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Oracle launches Sydney digital hub in A/NZ mid-market push

Oracle launches Sydney digital hub in A/NZ mid-market push

Sydney hub aims to serve SMBs in Australia and New Zealand

Sydney, the site of the new Oracle digital hub

Sydney, the site of the new Oracle digital hub

Oracle is diving headlong into its quest to get more traction in the Australian and New Zealand small to mid-market with the launch of its digital hub in Sydney.

The new hub, the first to be opened in Australia, is one of five digital hubs the software vendor is establishing up in the broader Asia Pacific region.

It is part of a global network of best practice centres for small and medium-sized business (SMB) and is set to serve smaller clients on both sides of the Tasman.

The tech giant first announced in November last year its plans to create hundreds of new jobs focused on cloud technologies, through the opening of a digital sales hub in Sydney.

The software vendor said it would house a new team of over 200 digital sales professionals, designed to help mid-sized organisations transition to the cloud.

“Cloud is changing the heart of business in Australia, and at an unprecedented pace,” Oracle Australia and New Zealand managing director, Rob Willis, said at the time.

“We are seeing companies selecting and starting to use their new platforms in less than six weeks in some cases,” he said.

Now, the Sydney hub has finally arrived, and is set to house Oracle’s new digital sales team, which will be squarely focused on helping mid-sized organisations transition to the cloud, and to “transform the buying experience”.

With the arrival of the new centre, end customers that want to buy Oracle products entirely online can use the vendor’s click-to-buy Oracle Accelerated Buying Experience platform.

The digital hubs will also provide a complete suite of cloud applications, platform and infrastructure services, as both standalone offerings and as bundles.

“There are more than two million SMBs in Australia, many of whom haven’t worked with Oracle or used cloud before,” Oracle’s A/NZ head of application for digital, Malcolm Ferguson, said.

“They now have access to the most modern solutions in the market, available online, direct via the hub and through our expanded end-to-end ecosystem, working with the vast network in A/NZ.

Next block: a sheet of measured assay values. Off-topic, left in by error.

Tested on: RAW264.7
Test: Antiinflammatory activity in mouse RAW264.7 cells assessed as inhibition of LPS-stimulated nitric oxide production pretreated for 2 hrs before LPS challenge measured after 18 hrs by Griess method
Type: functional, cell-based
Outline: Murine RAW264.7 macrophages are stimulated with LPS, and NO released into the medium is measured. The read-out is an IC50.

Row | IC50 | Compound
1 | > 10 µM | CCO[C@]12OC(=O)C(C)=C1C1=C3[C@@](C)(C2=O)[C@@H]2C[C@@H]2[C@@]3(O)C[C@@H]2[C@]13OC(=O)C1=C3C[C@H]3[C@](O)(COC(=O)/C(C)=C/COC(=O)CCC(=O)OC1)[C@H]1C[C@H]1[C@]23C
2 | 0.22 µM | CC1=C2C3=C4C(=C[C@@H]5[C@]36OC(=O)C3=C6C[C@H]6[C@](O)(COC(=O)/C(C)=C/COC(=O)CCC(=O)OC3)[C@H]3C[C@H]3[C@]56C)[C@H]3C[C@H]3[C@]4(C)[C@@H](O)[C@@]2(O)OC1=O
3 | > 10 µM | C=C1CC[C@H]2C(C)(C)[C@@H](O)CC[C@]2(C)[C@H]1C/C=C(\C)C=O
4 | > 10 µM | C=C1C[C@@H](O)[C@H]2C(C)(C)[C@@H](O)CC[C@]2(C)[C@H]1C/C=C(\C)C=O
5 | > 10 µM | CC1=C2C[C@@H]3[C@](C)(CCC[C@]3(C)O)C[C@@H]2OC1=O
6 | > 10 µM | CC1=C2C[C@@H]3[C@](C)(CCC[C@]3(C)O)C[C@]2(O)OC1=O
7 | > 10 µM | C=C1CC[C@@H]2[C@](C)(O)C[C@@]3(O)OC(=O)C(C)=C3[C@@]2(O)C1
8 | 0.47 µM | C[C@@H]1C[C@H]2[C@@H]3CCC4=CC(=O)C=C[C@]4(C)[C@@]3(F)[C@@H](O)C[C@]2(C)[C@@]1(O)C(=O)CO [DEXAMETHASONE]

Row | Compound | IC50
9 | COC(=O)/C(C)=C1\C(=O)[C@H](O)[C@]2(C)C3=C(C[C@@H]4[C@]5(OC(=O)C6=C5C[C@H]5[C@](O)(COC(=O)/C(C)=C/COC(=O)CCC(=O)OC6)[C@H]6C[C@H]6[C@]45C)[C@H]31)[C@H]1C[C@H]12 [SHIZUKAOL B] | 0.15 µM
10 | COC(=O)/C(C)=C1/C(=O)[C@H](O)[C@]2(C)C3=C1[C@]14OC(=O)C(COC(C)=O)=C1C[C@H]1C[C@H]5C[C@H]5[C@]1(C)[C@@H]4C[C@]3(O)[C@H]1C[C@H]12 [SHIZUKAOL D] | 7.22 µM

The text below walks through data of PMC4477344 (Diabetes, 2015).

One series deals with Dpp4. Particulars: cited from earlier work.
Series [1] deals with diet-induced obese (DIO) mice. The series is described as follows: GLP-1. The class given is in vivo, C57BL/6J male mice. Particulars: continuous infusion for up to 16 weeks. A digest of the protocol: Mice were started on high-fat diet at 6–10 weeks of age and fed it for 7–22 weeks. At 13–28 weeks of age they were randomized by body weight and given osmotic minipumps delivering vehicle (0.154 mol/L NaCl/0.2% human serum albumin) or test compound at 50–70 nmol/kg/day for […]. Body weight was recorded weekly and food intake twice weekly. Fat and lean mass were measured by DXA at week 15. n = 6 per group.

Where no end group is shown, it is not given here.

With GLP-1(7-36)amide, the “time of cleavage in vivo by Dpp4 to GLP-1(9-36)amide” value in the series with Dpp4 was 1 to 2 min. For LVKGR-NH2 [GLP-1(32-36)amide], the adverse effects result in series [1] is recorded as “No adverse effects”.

“The increased choice in cloud technology will help accelerate SMBs’ ability to innovate and grow more quickly, paving the way for the next big SMB revolution in the country. This solid investment reiterates our strong commitment to Australia,” he said.

While the launch of the new hub provides the facility for end clients to buy directly from Oracle, the vendor has stressed that it does not mean partners will be cut out of the picture when it comes to making a margin from deals in the potentially lucrative local mid-market.

“Our ecosystem is very, very important for us,” Ferguson told ARN. “We’re going to rely quite heavily on our partner community to provide the professional services to implement the products. That does not change.

“We will still be looking to our partner community to resell. So that doesn’t go away. In fact, we’re in the process at the moment of building that out….the reseller model and the service delivery model is very much a part of the Oracle digital strategy,” he said.

Not only will partners have the potential to provide services around the Oracle products end customers sign up for, according to Ferguson, they will also be able to either direct end clients to the click-to-buy portal or work through one of the vendor’s value-added distributors.

The move to open the hub locally is part of an effort by Oracle to look beyond its traditional top-end enterprise market and make a broader attack on the smaller end of the market, with a focus on organisations with turnovers of between $10 million and $250 million annually.

It is also part of a larger strategy by Oracle to push its cloud-based solutions and services to a market that may not have the infrastructure in place to handle the vendor’s offerings in an on-premises scenario.

The move follows multiple claims by Oracle co-founder and chairman, Larry Ellison, that the software giant is closing in on undisputed public cloud vendor, Amazon Web Services (AWS) in the cloud market stakes.

“Amazon is going to have serious competition going forward,” Ellison claimed during the Oracle OpenWorld 2016 event in San Francisco late last year. “And we're very proud of our second generation of infrastructure-as-a-service.”


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Tags Malcolm FergusonNew ZealandCloudrob willisAustraliaOraclelarry ellison

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